The project aims to present several generations of new media artists from post-Soviet countries in the international context. It includes a one-day performance program using innovative forms of representation and interaction between online and offline formats, such as new approaches to webcasting and experimental web-interfaces, which create brand-new user experiences for online visitors.
Katarina Melik-Ovsepian + Nikita Prudnikov (aka monekeer) (RU)
In this performance, Nikita Prudnikov and Katarina Melik-Ovsepian experiment with machine learning on one of the most famous Baroque pieces, J.S. Bach’s Well-Tempered Clavier. The basis of the performance is the space of tacts for Well-Tempered Clavier, built by the auto-encoder (neural network). During the performance, Nikita and Katarina explore this space by moving from one point to another: the neural network generates a repetitive composition performed by Katarina (harpsichord) and a specially designed synthesiser (AI-harpsichord).
Water is Water
Maria Molokova (RU)
This performance is a representation of a laboratory situation in which a part of the urban chemical landscape is scanned through an optical receiver. The amplification of water changes in the reservoir and is reproduced through the speakers, with an interface based on the principle of the optical eavesdropping device by Leon Theremin. The project is a search for an alternative dive into sludge storage and coexistence with the waste of industrial culture, which has emerged as a natural landscape.
“They” Is Here (AIxMusic)
Nikita Prudnikov (aka monekeer) + Anastasia Tolchneva (aka Lovozero) (RU)
The goal with this performance is to study the latent space of timbres between the human and the animal. The results of the study are presented in the form of imaginary field recordings synthesized through various machine learning techniques.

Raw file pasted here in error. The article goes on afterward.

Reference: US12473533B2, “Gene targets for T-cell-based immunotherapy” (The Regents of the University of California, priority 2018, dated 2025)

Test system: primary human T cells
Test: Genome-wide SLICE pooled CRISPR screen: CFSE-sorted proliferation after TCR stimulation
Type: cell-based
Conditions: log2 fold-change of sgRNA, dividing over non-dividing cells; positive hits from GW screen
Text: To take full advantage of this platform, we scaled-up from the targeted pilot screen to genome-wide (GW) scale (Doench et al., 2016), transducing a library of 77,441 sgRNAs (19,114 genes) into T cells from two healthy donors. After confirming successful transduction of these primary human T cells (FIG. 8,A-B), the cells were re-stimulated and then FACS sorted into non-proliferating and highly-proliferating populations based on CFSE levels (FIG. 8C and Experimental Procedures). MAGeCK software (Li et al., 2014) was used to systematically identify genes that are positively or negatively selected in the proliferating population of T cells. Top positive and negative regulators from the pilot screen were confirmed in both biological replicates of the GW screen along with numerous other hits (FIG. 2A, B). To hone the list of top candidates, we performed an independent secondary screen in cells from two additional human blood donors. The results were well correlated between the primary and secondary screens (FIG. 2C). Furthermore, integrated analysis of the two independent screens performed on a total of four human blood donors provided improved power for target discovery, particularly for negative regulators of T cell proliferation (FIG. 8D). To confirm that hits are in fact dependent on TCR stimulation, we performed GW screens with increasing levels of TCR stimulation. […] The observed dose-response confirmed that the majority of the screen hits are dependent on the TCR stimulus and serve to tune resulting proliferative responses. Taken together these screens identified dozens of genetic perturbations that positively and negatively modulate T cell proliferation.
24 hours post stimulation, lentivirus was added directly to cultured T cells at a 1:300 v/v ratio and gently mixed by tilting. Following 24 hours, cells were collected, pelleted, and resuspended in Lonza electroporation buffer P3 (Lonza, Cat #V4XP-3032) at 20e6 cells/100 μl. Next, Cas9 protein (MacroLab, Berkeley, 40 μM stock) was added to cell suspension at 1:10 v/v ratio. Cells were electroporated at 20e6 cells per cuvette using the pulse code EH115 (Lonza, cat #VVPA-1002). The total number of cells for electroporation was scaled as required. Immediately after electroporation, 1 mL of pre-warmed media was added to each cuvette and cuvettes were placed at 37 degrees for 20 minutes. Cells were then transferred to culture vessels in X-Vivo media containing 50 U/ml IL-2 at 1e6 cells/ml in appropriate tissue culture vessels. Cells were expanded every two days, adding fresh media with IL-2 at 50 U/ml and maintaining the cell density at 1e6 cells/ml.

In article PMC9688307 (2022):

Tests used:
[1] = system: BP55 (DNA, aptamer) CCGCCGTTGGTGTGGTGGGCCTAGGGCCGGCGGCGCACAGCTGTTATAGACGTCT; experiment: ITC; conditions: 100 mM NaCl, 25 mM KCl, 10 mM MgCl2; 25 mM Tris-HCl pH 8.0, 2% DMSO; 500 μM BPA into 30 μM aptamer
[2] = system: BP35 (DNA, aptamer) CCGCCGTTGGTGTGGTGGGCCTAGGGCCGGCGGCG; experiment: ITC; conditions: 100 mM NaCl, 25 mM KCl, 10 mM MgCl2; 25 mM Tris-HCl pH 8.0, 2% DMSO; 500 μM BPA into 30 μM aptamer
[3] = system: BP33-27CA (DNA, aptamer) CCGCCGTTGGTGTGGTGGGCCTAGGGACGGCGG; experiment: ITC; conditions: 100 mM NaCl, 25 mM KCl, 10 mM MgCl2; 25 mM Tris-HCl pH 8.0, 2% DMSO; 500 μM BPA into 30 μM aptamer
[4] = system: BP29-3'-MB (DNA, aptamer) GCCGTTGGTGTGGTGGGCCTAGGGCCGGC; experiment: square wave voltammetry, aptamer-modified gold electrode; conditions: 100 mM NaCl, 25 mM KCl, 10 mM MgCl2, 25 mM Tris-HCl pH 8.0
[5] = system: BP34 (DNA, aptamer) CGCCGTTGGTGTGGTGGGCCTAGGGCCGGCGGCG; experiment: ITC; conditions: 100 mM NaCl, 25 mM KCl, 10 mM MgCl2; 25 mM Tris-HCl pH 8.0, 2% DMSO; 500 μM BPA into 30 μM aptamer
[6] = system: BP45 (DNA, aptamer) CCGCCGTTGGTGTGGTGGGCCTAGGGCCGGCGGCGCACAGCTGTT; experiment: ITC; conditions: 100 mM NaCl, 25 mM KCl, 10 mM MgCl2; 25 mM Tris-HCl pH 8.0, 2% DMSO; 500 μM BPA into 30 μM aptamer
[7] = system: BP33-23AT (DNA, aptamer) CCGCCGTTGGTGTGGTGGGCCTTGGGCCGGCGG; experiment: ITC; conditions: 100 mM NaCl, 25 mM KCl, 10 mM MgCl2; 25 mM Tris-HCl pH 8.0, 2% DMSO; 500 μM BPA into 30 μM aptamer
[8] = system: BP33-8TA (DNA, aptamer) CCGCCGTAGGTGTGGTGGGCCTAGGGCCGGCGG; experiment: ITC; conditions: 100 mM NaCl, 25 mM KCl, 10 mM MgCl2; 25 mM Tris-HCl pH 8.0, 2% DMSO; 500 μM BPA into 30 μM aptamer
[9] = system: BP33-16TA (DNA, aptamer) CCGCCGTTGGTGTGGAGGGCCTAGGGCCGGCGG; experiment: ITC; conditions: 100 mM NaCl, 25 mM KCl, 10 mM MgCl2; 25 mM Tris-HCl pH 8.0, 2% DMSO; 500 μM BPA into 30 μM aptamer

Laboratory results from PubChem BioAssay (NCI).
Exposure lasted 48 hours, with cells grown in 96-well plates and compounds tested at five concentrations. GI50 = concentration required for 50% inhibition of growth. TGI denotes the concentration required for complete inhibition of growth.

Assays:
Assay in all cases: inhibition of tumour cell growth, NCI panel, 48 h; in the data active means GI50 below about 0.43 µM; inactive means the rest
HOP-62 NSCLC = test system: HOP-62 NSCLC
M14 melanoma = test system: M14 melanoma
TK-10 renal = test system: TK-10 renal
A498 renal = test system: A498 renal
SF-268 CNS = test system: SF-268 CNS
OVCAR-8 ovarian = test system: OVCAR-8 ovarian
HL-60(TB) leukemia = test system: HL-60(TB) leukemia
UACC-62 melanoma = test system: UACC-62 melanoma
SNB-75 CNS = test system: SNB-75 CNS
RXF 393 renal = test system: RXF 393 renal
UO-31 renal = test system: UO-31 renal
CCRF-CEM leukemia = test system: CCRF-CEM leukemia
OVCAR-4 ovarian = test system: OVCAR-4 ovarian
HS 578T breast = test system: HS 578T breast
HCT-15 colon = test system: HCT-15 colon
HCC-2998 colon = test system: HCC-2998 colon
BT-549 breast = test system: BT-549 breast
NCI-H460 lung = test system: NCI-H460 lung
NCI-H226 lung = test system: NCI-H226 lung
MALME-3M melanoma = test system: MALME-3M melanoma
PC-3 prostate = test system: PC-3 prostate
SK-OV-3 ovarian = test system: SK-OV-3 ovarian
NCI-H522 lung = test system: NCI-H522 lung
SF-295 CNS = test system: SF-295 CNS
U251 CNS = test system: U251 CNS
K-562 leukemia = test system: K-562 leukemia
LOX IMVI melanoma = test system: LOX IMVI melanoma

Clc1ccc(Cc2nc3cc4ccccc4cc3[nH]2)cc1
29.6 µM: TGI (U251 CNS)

Kira Weinshtein (RU), Co-author: Nikolay Golikov
Common patterns in the processes of chemistry and music made me think of integrating them. I’ve created a piece based on the Briggs–Rauscher oscillating reaction, or “chemical clock,” by attaching light and temperature sensors to the flask and creating an electric circuit to map sensor data to analog oscillator parameters, such as pitch, amplitude and panning of the square wave. Three voices (connected through three flasks with reaction) produce sound structures with different frequencies, to slowly fade out in a low frequency drone.
Performance for four laptops/tablets connected in network via wi-fi. Each of the four screens facing the audience is arguably a discrete element of a centralized command distribution system that creates visual and sound landscapes. The performer is wearing a mask with a moving camera. It captures the face illuminated by LEDs reacting to sound. Stroboscopic light and intense sound overwhelm the performer with a stream of information, similar to a ddos attack on a server. The performer has the only one instrument of control – a small remote control that distributes commands using only 3 buttons (start, stop and change of stream). The video captured by the camera is used as the basis for creating video and sound. Thus, the system closes into a single overloaded feedback.
Experimental Opera Lab (Varya Lisokot, Dmitriy Vikhorknov, Vladimir Miller, Ildar Iakubov, Kiberchaika)
Interdisciplinary team of artists uses different machine learning algorithms to create a new experimental opera. The opera tells a story of an Intelligent machine that was trained on Lisokot’s personal data and her artwork archives – and suddenly becomes sentient. A classic parent/child conflict emerges and soon starts escalating exponentially as parent/child relations get entangled with human/non-human relations in anthropocentric world. They decide to visit family therapist.
Splitting the second (microscopy of Time)
Yulia Glukhova aka holorez
The interval of one second is picking up from hand watches with contact microphone, then is expanded until it lasts one minute and goes back, referring to the conception of the microscopy of time in a free interpretation. This conception has inspiration in Leon Theremin’s exploration of blood cells and spermatozoids, where he suggested that to properly understand the life of microorganism we need to change the time scale accordingly to their linear dimension. This is how the time microscope could sound if it existed, splitting the second, zooming in and finding many events going on there, dramaturgy in just one second of time.